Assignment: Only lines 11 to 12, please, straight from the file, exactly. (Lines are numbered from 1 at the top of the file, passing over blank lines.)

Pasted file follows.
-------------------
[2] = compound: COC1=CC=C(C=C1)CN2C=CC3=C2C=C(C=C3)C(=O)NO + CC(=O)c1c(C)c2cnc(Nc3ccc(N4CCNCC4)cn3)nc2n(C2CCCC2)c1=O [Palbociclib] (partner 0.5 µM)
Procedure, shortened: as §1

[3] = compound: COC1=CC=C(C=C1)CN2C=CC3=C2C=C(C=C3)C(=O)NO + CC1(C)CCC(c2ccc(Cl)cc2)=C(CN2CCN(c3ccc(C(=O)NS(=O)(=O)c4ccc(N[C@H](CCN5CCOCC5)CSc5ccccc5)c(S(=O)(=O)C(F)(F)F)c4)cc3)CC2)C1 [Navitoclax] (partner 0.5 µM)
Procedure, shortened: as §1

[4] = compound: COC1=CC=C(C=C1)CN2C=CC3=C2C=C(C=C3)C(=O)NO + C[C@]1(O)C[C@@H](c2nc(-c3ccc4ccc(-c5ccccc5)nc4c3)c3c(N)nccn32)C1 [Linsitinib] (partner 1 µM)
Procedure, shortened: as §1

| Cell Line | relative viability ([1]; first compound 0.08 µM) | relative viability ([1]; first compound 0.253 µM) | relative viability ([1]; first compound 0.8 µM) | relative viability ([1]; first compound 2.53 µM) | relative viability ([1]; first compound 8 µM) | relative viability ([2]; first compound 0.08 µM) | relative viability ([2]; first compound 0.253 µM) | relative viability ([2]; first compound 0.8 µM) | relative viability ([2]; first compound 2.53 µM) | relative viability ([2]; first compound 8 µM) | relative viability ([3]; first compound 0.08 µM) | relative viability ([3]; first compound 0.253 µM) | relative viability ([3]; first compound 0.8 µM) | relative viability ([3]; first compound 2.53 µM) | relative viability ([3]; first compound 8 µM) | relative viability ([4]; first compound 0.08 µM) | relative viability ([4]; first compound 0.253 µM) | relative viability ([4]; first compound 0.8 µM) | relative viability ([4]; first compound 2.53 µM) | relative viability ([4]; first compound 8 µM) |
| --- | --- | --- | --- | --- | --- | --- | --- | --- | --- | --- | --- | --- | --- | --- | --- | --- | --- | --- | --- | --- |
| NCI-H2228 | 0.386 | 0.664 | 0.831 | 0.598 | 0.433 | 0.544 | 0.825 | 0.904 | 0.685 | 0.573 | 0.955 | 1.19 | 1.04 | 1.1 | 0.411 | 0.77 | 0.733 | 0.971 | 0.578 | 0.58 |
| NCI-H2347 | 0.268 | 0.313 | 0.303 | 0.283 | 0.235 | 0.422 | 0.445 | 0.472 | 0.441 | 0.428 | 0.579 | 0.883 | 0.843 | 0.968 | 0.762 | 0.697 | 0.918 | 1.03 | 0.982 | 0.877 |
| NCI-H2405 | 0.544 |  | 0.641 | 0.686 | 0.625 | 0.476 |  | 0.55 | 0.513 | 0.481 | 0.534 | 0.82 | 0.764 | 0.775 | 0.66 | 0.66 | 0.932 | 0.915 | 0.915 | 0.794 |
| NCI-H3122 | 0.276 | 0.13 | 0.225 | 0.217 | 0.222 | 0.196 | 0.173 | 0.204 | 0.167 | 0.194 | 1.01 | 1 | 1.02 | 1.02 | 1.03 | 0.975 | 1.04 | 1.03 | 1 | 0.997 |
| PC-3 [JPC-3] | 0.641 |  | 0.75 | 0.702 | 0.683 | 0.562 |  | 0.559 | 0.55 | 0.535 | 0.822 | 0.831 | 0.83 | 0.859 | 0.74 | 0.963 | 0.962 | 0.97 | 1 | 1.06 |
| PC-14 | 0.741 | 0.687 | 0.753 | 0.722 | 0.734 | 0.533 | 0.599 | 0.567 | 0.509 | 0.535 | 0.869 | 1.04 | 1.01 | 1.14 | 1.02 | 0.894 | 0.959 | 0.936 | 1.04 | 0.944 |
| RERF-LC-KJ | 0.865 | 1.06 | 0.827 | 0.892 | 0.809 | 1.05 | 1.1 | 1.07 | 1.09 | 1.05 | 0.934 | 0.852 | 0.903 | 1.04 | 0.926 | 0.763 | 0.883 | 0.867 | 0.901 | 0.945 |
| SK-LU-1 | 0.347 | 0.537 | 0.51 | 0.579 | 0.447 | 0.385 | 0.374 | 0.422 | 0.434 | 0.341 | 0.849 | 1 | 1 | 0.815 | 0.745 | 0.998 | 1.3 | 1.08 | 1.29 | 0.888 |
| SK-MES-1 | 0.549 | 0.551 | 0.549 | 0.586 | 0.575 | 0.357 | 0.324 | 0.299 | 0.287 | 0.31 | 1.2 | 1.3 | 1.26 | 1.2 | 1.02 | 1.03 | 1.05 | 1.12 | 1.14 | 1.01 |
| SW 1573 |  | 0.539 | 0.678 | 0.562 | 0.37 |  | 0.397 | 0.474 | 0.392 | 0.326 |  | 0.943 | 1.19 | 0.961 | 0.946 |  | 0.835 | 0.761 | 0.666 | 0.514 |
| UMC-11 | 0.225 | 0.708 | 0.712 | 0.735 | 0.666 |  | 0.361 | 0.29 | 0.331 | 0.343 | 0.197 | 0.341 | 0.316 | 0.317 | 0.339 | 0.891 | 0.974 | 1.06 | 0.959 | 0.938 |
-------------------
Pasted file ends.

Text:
| NCI-H2405 | 0.544 |  | 0.641 | 0.686 | 0.625 | 0.476 |  | 0.55 | 0.513 | 0.481 | 0.534 | 0.82 | 0.764 | 0.775 | 0.66 | 0.66 | 0.932 | 0.915 | 0.915 | 0.794 |
| NCI-H3122 | 0.276 | 0.13 | 0.225 | 0.217 | 0.222 | 0.196 | 0.173 | 0.204 | 0.167 | 0.194 | 1.01 | 1 | 1.02 | 1.02 | 1.03 | 0.975 | 1.04 | 1.03 | 1 | 0.997 |